Before diving in to the chip itself, you need a bit of history to understand the magnitude of what Haswell brings to the table. Current Sandy Bridge GPUs, when their drivers work, are put to shame by AMD’s Llano GPU. AMD routinely posts double the frame rates of Intel chips even though the Intel CPU is much more powerful. The take home message is that AMD has a massive GPU advantage, Intel a massive CPU advantage on chips aimed at the same place in the market.
Technically, the Sandy Bridge based Core iSomethingmeaningless has two types of GPUs, the 6 shader HD 2000 variant and the HD 3000 with 12 shaders. Don’t look for any more information on Intel’s once worthwhile site though, they are scrubbing any useful GPU information from it because knowledge gets in the way of marketing games. In any case, the fastest Intel GPU is roughly equivalent to half of what AMD brings to the table. That is, it brings half of AMD’s power if the Intel drivers work, and that is not a good bet.
The next generation part called Ivy Bridge is due out in late March or early April, and brings HD 4000 labelled graphics to the table. For raw numbers, the top HD 4000 only has 16 shaders, but the underlying architecture is completely new. Between architectural changes, clock speed increases, and other changes, Intel is claiming about 2x the graphics performance from 33% more units. We don’t think these claims are out of line for the general case.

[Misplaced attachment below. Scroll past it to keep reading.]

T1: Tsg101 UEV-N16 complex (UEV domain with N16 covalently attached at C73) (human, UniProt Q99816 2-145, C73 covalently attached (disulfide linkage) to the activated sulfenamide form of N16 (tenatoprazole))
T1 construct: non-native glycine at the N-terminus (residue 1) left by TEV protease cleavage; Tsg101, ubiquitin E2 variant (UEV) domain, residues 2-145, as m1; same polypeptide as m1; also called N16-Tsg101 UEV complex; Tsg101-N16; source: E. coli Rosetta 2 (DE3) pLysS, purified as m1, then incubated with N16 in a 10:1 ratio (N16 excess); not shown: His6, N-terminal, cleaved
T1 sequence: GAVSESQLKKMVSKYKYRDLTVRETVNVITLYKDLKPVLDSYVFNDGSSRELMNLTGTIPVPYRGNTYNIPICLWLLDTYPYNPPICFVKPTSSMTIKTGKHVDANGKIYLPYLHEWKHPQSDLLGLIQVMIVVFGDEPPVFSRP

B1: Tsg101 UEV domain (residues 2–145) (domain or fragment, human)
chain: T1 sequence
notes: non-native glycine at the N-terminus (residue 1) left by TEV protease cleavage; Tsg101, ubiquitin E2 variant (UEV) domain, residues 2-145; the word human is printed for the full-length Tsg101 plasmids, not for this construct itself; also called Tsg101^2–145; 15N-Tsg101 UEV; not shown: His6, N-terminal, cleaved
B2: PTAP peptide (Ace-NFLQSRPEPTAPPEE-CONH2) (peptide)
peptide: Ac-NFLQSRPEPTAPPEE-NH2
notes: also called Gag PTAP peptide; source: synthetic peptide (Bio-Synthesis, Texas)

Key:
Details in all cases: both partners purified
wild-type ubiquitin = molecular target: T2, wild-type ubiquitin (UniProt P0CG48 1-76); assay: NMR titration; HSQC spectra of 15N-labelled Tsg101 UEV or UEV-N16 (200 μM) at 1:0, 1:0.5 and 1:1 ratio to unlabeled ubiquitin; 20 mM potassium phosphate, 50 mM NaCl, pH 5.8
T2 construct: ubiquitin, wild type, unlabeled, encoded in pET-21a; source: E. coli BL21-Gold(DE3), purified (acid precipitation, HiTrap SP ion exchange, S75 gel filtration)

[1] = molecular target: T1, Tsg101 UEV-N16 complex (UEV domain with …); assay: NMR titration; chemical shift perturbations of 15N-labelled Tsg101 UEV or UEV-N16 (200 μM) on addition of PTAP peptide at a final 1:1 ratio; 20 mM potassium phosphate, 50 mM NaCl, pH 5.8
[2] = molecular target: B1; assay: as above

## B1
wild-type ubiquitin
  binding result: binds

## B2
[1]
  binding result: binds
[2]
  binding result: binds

About the time Intel catches up with AMD, AMD has new generation called Trinity coming out. At a recent analyst day, AMD was claiming that the performance of Trinity will be the same as Llano in half the wattage. While performance doesn’t scale linearly with wattage, you would not be out of line to think the gap between AMD and Intel graphics performance won’t change significantly on the next generation of chips.
That brings us to Haswell, the follow on generation to Ivy Bridge. Haswell uses a tweaked version of the Ivy Bridge shaders. It is not a new GPU architecture by any means, but it is enhanced, so one Haswell shader is worth a bit more than an Ivy shader. How much isn’t known yet, the only sure thing about Intel graphics is what the hardware engineers giveth, the software guys taketh, mangle, botch, and hand to PR to twist logic around.
Why did we say that the reports on Haswell are wrong? Most claim a modest increase in graphics performance, and it is anything but. There are three variants of Haswell graphics, GT1, GT2, and GT3. The top end part, GT3, has 40 of the enhanced Ivy shaders. If the chip does not increase GPU clocks at all, has zero performance enhancements, nor anything else, it will be 2.5x as fast as Ivy Bridge. That in turn is 2x as fast as Sandy Bridge, so 5x what you can buy from Intel today. AMD’s Kaveri had better be damn quick to stay in the game.
There is a lot more to the story than the sheer shader counts, but suffice it to say, the performance floor for Haswell GT3 graphics is 5x what you have today. We have faith in the Intel hardware side, the chip has been back from the fab for months, and looks good. Sadly, we have a stronger faith that the software side won’t be cleaned up. Look for Haswell GT3 to be the fastest integrated GPU hardware ever, just don’t look for it to work well.S|A
Latest posts by Charlie Demerjian (see all)
- HyperX ships it’s 60 millionth enthusiast memory module - Oct 15, 2018
- Bittware/Nallatech water cools 300W of Xilinx FPGA - Oct 12, 2018
- More on Intel’s 10nm process problems - Sep 17, 2018
- Intel puts out another 14nm 2020 server platform - Sep 11, 2018
- Why Can’t Intel Supply Enough 14nm Xeons? - Sep 10, 2018